Still the number of women in politics is quite low and the problem did not disappear. Therefore, scholars began to focus on the other aspects of the public life, which hamper the success of political career of women. The primary concern of the scholars shifted to the structural barriers, the most prominent among which was the incumbency advantage and the number of women in the “pipeline” professions, which are the starting point of the political career.
Through this structural barriers researchers tried to provide the explanation of the low level of the women representation on the office holding positions (Lawless & Pearson, 2006). Quite recently there appeared numerous works, which attribute underrepresentation of women in politics to the lower levels of political ambition. They say that the desire of women to win the political position is usually considerably lower than that of men.
On the one hand I can’t but agree that these three problems: cultural evolution, structural barriers, and political ambition, do make sense and for sure can be a valid explanation of the gender disparities in political sphere. On the other hand even all together these theories do not provide complete explanation and the low number of women in politics and moreover none of these theories try to reveal the real essence of the question of the women success in their pursue of congressional seats (Lawless & Pearson, 2006).
Numerous researches of the present-day congressional politics proved the fact that women do not typically face overt bias at the polls (Burrell 1998; Fox 2000; Seltzer, Newman and Leighton 1997; Thomas and Wilcox 1998). Thomas and Wilcox in their research of the political situation in 1990s made the following statement: “whereas women may once have lost their elections more often than their male counterparts, that is not the case today . . . When party and incumbency status are taken into account, the evidence is clear that women win races as often as men” (Thomas and Wilcox 1998, p.
3). Dolan studied numerous election results and public opinion polls. Based on their analysis she concluded that: “Levels of bias are low enough to no longer provide significant impediments to women’s chances of election” (Dolan, 2004, p. 50). One of the most studies of the political careers and opportunities of women was conducted by the National Women’s Political Caucus (NWPC). This was a very substantial research, which focused on the study of every significant party candidate in a general election from 1972 to 1992.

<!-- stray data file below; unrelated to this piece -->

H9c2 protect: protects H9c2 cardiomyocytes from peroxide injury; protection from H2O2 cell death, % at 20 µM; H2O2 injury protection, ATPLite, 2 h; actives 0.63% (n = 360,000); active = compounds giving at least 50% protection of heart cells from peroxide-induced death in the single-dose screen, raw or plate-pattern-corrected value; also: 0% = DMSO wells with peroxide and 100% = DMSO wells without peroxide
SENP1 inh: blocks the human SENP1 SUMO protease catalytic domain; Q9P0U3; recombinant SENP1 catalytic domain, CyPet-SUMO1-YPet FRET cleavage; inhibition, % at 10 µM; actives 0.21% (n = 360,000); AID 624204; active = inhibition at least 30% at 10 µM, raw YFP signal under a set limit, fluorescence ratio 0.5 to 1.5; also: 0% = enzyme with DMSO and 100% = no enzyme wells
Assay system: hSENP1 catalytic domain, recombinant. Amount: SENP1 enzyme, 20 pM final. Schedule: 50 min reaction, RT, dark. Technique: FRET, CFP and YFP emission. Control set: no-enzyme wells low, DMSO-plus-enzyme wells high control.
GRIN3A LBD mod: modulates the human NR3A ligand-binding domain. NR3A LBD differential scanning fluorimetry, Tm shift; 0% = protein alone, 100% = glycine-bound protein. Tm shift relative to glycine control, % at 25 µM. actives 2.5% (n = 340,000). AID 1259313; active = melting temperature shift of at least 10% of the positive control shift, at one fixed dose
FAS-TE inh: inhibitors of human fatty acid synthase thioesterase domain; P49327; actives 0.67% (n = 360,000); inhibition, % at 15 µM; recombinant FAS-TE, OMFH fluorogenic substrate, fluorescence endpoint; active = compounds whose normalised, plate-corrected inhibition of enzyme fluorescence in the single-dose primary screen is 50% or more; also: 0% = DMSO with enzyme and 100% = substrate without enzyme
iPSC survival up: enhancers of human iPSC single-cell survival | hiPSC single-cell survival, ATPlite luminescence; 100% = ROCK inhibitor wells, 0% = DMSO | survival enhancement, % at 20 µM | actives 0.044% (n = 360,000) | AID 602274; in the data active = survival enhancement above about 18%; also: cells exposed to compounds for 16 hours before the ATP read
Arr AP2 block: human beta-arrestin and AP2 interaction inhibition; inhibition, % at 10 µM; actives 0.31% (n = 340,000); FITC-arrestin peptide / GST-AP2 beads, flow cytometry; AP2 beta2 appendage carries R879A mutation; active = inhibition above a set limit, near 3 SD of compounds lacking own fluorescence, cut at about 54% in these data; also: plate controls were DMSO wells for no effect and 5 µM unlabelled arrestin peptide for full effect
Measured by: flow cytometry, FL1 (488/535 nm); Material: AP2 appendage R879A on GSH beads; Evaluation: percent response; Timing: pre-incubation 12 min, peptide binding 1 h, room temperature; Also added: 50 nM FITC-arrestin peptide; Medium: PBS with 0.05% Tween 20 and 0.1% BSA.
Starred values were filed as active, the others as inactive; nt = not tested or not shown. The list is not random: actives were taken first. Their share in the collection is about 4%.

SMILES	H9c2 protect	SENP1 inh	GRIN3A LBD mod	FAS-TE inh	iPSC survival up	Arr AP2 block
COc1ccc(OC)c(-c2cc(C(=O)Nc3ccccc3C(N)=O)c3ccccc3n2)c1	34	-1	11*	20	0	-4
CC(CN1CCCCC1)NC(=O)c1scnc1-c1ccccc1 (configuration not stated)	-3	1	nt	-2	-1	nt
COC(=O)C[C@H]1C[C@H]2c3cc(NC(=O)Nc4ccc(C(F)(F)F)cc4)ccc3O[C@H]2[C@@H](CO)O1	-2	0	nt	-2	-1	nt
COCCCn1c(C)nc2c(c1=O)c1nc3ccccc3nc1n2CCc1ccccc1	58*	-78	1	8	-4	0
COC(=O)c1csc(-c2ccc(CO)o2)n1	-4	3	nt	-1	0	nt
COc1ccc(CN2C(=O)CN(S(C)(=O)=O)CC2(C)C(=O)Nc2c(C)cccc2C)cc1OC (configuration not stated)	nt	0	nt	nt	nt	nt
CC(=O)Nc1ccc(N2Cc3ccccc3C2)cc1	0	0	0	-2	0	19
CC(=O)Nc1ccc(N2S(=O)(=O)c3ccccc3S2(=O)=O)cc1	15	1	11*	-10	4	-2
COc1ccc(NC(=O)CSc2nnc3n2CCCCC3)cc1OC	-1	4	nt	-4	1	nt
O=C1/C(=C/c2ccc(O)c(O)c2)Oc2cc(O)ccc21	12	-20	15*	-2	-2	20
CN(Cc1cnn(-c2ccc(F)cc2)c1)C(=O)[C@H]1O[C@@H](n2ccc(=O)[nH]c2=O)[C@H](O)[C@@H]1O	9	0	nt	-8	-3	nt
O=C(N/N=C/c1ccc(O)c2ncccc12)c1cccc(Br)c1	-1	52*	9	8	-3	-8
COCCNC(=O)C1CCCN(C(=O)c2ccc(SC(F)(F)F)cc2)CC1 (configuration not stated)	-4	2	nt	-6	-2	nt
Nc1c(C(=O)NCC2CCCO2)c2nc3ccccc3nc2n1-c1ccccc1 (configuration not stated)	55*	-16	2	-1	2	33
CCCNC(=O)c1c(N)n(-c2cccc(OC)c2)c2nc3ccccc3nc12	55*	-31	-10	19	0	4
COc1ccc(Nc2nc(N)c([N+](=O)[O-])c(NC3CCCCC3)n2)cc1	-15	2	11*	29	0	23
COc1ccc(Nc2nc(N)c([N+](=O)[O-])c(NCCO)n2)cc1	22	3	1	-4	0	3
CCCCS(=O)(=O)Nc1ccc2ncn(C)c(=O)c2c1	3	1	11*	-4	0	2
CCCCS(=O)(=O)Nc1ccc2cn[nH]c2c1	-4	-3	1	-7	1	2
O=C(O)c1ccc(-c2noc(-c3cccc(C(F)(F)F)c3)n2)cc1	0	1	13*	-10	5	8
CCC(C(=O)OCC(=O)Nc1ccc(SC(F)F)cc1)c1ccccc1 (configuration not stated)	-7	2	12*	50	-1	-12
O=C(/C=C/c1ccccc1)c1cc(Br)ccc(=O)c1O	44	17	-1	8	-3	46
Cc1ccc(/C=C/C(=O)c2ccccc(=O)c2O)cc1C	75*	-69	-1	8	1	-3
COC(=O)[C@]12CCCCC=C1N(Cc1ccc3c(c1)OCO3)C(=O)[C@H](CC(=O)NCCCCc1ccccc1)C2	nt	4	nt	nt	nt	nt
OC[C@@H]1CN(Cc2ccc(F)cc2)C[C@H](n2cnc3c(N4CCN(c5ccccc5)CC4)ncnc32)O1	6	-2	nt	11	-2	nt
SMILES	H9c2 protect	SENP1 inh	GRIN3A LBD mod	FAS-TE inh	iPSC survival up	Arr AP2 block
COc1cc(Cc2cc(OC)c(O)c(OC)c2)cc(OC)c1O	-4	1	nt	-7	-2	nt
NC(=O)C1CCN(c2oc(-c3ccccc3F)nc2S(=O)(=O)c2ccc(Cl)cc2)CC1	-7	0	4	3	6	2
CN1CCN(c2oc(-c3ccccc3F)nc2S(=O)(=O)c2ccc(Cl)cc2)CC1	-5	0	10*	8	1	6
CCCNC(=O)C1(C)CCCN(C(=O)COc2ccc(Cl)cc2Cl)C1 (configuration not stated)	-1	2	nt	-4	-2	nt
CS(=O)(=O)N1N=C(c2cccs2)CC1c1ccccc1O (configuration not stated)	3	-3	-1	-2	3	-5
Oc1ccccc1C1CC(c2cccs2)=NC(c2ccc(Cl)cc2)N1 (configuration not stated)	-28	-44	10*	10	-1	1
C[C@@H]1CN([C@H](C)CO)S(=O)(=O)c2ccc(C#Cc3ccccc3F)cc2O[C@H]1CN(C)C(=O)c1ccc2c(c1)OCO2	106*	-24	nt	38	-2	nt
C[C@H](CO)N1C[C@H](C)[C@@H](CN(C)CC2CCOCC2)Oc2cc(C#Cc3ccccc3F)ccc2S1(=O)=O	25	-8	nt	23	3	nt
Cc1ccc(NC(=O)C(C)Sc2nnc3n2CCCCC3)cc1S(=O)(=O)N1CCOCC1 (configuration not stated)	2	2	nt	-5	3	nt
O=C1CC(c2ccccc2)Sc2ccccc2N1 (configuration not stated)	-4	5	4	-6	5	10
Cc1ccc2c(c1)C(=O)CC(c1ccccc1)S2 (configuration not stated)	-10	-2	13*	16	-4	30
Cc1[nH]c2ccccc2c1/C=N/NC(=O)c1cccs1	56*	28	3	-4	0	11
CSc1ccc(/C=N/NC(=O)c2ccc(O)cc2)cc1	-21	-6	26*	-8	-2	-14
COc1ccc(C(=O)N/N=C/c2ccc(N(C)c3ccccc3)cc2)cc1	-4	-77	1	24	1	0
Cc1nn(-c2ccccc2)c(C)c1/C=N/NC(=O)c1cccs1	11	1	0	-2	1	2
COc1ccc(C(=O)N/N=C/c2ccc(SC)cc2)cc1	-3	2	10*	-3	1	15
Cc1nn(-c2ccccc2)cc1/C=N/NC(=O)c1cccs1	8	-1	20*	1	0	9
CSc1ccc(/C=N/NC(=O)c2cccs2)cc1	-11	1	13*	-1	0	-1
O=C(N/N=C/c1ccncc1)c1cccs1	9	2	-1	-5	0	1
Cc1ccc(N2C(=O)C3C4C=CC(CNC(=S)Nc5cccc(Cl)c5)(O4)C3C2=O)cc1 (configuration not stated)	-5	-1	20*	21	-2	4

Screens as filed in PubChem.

The research covered the study of different characteristics of the candidate such as his/her office, year of election, party affiliation, gender and race. The research presents the following numbers: women incumbents won 96 % of their races while this number for men was 95 % in House general elections; in open seat elections this correlation was 48 % against 51 %; finally, female challengers won 4 % while this number for male challengers constituted 6 %.
This study was very important due to the fact that it proved that women were not that successful in their political careers because they are not incumbents and not due to their sex (Newman, 1994). As the continuation of this idea we can see researches conducted by numerous scholars focusing on women in politics, which explain the low representation of women in the political life by the limits in political opportunities (Darcy and Choike 1986; Smith and Fox 2001; Thomas and Wilcox 1998).
One of the most prominent studies of the political careers and problems experienced by women was conducted by Carroll’s (1994) in her study of congressional, statewide, and state elections in 1976. She proved that the underrepresentation of women in electoral office is due to limitations in “political opportunity variables,” namely in incumbency advantages. This is an important aspect greatly due to the fact that incumbents fight for reelection in 75 % of congressional elections, and the reelection rates in this case is very high – usually 90 % or even more (Duerst-Lahti, 1998).